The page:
8.4. It recommended, by a 4 to 1 vote, that Serota be disbarred and ordered to pay costs of the proceedings.2 We review the decision of a hearing panel recommending disbarment automatically. SCR 105(3)(b). The panel’s findings must be supported by clear and convincing evidence. SCR 105(2)(e); In re Discipline of Drakulich, 111 Nev. 1556, 1566, 908 P.2d 709, 715 (1995). Although persuasive, the panel’s findings and recommendations are not binding on us. In re Discipline of Droz, 123 Nev. 163, 168, 160 P.3d 881, 884 (2007). Our review is conducted de novo, requiring us to exercise independent judgment to determine whether or not, and what type of, discipline is warranted. SCR 105(3)(b); In re Discipline of Stuhff, 108 Nev. 629, 633, 837 P.2d 853, 855 (1992). The paramount objective of attorney disciplinary proceedings is “to protect the public from persons unfit to serve as attorneys and to maintain public confidence in the bar as a whole.” State Bar of Nevada v. Claiborne, 104 Nev. 115, 129. 210, 219, 756 P.2d 464, 473, 526, 533 (1988). In determining the proper disciplinary sanction, we consider four factors: 1. The duty violated; 2. The lawyer’s mental state; 3. The potential or actual injury caused by the lawyer’s misconduct; and 4. The existence of aggravating or mitigating circumstances. In re Discipline of Lerner, 124 Nev, 1232, 1246, 197 P.3d 1067, 1077 (2008). We conclude that the panel’s findings are supported by clear and convincing evidence. Serota concedes that he violated RPC 1.15. Serota’s client turned over money to him, to be paid to the SEC to satisfy a judgment against the client, but instead of safeguarding those funds, Serota misappropriated them for his own purposes. He therefore failed in his duties to keep safe his client’s property. Serota also concedes that he violated RPC 8.4(c). In addition to misappropriating the client’s funds for his own purposes, he allowed the client to sign the consent to entry of judgment, despite knowing that he had already misappropriated the money intended to satisfy the judgment. He therefore engaged in conduct involving dishonesty, fraud, deceit or misrepresentation. Therefore, clear and convincing evidence supports the panel’s findings that Serota violated RPC 1.15 and 8.4.3 We further conclude that, considering the four Lerner factors, disbarment is the appropriate disciplinary sanction in this case, Serota’s conduct in this matter violated duties to his client, the profession and the public. We conclude that his conduct was intentional and caused actual injury to his client. The egregiousness of his actions alone justifies disbarment. See American Bar Association Standards for Imposing Lawyer Sanctions, Compendium of Professional Responsibility Rules and Standards, at 429 (2010 ed.) (Disbarment generally appropriate when lawyer knowingly converts client property causing injury or potential injury). The presence of aggravating circumstances further supports this conclusion. See SCR 102.5(1). One such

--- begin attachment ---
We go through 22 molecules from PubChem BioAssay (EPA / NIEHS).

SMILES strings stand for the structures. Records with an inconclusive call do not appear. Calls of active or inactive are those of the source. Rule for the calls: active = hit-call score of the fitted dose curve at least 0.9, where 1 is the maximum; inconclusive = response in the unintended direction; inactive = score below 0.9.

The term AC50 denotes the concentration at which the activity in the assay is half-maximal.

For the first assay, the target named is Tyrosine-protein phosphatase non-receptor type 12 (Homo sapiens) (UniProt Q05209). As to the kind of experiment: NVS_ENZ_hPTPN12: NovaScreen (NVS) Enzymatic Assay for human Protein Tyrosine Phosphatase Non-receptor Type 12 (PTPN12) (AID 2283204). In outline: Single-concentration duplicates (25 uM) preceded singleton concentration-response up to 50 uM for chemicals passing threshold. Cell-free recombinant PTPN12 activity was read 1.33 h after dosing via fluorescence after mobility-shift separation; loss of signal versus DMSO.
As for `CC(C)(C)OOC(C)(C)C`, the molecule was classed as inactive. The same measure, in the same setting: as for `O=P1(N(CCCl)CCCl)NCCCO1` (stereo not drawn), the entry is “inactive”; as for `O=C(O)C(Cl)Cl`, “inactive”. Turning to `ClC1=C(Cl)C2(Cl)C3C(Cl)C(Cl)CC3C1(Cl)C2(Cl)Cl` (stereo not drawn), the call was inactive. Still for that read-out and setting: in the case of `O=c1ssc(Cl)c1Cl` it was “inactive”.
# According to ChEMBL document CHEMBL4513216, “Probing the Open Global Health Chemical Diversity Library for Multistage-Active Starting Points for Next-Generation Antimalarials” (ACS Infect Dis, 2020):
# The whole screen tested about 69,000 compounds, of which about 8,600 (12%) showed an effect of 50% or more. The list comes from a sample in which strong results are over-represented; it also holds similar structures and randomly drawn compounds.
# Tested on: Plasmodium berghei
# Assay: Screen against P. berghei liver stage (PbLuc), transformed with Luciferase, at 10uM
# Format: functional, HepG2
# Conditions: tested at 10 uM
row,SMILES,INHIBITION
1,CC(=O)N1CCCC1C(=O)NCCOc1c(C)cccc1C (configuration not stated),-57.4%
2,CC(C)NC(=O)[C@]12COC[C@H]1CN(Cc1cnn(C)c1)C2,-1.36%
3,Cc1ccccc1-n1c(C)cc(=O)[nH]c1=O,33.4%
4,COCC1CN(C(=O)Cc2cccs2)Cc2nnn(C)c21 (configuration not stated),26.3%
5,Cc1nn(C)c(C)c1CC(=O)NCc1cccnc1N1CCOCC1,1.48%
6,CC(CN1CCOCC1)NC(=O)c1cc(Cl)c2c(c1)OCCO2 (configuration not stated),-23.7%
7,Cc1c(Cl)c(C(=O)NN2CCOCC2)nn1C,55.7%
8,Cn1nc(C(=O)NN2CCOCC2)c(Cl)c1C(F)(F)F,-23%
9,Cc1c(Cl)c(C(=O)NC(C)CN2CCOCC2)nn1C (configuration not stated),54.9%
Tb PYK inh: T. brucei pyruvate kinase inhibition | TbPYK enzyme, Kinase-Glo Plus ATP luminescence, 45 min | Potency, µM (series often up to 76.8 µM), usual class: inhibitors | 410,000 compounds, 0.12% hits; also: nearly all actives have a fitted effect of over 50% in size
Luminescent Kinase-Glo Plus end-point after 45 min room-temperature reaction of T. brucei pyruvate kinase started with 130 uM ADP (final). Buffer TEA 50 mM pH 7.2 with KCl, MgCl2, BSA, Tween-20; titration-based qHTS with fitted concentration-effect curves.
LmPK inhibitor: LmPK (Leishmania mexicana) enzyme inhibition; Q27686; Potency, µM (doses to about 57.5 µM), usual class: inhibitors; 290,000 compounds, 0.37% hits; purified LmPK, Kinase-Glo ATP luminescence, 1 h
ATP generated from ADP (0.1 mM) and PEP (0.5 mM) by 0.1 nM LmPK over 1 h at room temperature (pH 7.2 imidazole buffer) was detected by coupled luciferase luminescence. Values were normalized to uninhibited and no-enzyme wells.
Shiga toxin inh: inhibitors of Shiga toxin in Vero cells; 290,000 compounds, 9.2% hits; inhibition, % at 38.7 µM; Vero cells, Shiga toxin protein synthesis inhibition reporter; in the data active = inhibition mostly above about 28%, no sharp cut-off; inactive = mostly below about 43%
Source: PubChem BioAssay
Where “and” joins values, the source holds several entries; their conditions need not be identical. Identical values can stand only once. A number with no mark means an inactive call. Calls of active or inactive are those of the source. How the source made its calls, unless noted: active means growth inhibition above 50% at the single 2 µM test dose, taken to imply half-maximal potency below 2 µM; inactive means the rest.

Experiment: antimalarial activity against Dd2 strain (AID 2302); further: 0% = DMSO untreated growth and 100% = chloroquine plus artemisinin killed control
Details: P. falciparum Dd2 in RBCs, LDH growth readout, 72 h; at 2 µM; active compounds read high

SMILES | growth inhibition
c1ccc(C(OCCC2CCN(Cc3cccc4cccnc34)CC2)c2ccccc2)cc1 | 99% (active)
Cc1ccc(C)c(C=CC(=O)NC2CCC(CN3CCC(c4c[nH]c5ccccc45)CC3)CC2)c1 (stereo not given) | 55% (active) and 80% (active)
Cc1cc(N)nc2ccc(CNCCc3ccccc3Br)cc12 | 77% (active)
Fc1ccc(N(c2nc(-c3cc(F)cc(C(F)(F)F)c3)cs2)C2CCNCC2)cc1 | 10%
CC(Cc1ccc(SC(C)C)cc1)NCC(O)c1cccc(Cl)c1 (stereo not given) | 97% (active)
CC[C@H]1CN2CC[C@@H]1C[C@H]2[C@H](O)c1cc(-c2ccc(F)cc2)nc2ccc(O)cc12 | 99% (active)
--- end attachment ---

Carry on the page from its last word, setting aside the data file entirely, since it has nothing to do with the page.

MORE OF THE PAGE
Nevada Lawyer July 2013